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Growing Up In An Italian Household

Growing up in an Italian household meant that music was always being played loud throughout the house, blasted in the car, and played live at the festivals that we attended. The mixture between Italian music and Italian American musicians were always fresh in my mind. Due to the fact that my parents and grandparents lived by the rule, “the driver controls the radio”, there was never a time when I would listen to pop music like my peers. At the time, I was taking this music for granted, but as I grew older I started to really enjoy it. Singers such as Frank Sinatra, Andrea Bocelli, and Dean Martin are legendary names in the Zecchino household. Prior to taking this course, I just felt that these musicians were amazing and innovative people. Now I have decided to go back into history to find out what influences may have affected the creations of this music that my family adores. Italian folk music is a genre that is very complex and interesting due to the many different genres it pulls from. In this paper, I will explain the Italian folk music culture,the instruments that are used in this genre, and how it is seen in the music world of today.

According to the Merriam Webster dictionary folk music is,”the traditional music of the people in a country or region”. This seemed to be very vague and I knew there had to be more to explain what this idea of folk music was really all about. Through more research, I became aware of a man by the name of Marco Pontuali. He is a man who was born in Rome, Italy and is an expert in the tourism, arts, and language of Italy. He know serves as a tour guide to share it

wealth of knowledge with the rest of the world. Pontuali explained the genre of Italian folk music by using the geography of the country. Pontuali said, “These traditions reflect Italy’s geographic position in southern Europe and in the center of the Mediterranean Sea; Arabic, African, Celtic, Persian, Roma, and Slavic influences” (Pontuali). This was extremely important to my understanding to the foundation of what Italian folk music is. It is the music that the country produced with the little influences from all of the surrounding countries and their cultures as well. For the Italian folk music in particular, there are three regions that are usually made when looking into the folk music. A man who goes by the name of Alan Lomax created a system for the Italian folk music that broke up the genre into three parts by region in 1956.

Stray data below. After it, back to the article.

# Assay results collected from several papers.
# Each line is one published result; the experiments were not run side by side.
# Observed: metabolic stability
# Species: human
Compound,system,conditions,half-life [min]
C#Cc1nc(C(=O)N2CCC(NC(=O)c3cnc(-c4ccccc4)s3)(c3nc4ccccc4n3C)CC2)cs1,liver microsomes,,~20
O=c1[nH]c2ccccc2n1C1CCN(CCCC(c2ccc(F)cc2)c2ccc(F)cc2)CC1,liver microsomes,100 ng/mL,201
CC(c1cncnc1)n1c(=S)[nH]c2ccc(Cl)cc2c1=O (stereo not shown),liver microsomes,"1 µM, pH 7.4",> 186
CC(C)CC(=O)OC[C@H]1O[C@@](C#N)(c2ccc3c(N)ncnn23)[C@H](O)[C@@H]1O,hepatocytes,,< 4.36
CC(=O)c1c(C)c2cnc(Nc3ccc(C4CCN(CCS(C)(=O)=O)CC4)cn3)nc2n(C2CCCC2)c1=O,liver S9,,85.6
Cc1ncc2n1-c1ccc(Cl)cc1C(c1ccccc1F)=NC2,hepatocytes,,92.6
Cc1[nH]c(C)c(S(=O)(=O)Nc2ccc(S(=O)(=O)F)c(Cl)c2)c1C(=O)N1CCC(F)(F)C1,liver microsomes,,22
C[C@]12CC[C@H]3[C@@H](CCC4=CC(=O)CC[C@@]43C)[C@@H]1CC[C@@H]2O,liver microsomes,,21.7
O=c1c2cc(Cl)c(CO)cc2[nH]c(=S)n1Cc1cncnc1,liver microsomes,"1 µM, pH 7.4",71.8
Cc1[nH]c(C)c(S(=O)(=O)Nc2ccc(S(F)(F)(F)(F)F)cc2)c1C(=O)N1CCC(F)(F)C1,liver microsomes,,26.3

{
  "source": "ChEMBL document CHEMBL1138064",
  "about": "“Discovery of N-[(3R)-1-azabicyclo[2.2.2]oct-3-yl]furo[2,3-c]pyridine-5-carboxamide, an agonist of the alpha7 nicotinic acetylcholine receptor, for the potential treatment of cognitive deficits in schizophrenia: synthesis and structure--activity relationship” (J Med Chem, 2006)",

In northern Italian folk music, there are many attributes that separates itself from the folk music of the central and southern Italian folk music. Northern Italian folk music is often done with, “ choral singing and polyphonic” singing (Pontuali). Pontuali discusses how there is a great influence in the from ancient Occitania music in Northern Italian folk music. The reason that the music is usually compared with that of Occitania, is due to the usage of similar instruments. In both Northern Italian folk music and Occitania, there are uses of bagpipes along with flutes. Another influence of Northern Italian folk music is from Austria and Slovenia because there are pieces that use characteristics of the waltz. Northern Italy is much more connected to the rest of Europe as far as music goes. For example, the choral and ballad signing is very prominent in other countries music as well, therefore Italian folk music seems to draw much of its influences from the countries that are surround it from the North up. The Southern Italian folk music draws

influence and instruments from the surround countries that are southern of Italy. With the culmination of great music, Central Italian folk music uses part from both the north and the south in order to have their own identity as well.

In the Southern Italian Music genre, the instruments are extremely important when it comes to identifying the genre. Pontuali explains the Southern Italian Folk Music by stressing the “use of interval part singing and a greater variety of folk instruments” (Pontuali). In addition, he points out the Celtic and Slavic impacts on the genre. Also, Southern Italian Folk music is the reason that a very famous Southern Italian dance known as the tarantella was created. This is a “rhythmic dance” that is a native to the Southern region of Italy. “The Apulian city of Taranto is a home of the tarantella, a rhythmic dance widely performed in southern Italy” (Pontuali). Lastly, there is a small island right off the the coast of Southern Italy that seemed to have been it’s own hub for Italian Folk music. The island of Sardinia is home to a rendition of Italian Folk music that stands out above the rest. Pontuali points out that Sardinian folk music is the “polyphonic chanting of the tenores” (Pontuali). Also, he goes on to mention that it has many comparisons to Gregorian chant. Gregorian chant is something that we discussed in detail throughout the course. Gregorian chant was most notable used in the Roman Catholic church. It consisted of a monophonic tone and became one of the most used genres in the church. Italy was a country that was very involved in the Roman Catholic church along with the reformation as well. It makes a lot of sense for Italian folk music to have some traces of Gregorian Chant in it due to great Italian involvement in the progression of the church and music in the church. In addition to